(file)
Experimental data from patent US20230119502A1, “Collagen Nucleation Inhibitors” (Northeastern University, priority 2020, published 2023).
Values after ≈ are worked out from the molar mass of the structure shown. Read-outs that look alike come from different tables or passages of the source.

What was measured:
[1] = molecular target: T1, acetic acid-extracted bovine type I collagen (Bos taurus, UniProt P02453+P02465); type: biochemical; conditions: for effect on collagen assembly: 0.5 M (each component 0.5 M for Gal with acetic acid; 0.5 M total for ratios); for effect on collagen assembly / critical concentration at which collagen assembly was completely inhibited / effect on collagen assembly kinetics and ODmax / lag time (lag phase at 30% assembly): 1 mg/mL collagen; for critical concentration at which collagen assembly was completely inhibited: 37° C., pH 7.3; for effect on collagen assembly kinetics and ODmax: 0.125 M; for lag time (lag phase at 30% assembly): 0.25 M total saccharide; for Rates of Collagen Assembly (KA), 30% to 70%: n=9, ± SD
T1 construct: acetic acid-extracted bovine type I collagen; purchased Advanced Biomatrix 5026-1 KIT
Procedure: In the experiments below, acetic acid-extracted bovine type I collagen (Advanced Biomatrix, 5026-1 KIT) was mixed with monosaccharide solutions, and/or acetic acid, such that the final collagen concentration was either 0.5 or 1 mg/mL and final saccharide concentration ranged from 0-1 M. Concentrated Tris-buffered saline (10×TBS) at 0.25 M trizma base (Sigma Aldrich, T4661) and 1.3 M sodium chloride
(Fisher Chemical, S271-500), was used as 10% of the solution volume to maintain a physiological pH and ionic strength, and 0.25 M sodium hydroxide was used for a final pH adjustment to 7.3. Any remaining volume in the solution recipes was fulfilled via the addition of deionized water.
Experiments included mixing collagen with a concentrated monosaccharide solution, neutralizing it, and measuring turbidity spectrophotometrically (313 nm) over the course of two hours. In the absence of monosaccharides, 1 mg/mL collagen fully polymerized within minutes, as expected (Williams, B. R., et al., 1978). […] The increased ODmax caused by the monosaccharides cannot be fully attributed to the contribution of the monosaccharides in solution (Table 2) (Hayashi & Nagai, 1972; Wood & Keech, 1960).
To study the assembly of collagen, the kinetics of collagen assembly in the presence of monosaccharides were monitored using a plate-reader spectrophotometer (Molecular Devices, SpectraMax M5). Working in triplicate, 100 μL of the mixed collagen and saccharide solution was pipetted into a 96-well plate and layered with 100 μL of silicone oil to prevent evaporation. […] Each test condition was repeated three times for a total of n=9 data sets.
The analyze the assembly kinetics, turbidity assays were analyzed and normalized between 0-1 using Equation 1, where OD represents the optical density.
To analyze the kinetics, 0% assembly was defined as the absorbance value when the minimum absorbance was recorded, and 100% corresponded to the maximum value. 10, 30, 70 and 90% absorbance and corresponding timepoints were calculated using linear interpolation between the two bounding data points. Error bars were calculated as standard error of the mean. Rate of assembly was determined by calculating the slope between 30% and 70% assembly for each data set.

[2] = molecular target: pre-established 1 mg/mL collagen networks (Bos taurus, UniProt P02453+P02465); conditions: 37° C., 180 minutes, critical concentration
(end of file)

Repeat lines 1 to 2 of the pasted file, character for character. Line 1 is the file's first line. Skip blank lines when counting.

Experimental data from patent US20230119502A1, “Collagen Nucleation Inhibitors” (Northeastern University, priority 2020, published 2023).
Values after ≈ are worked out from the molar mass of the structure shown. Read-outs that look alike come from different tables or passages of the source.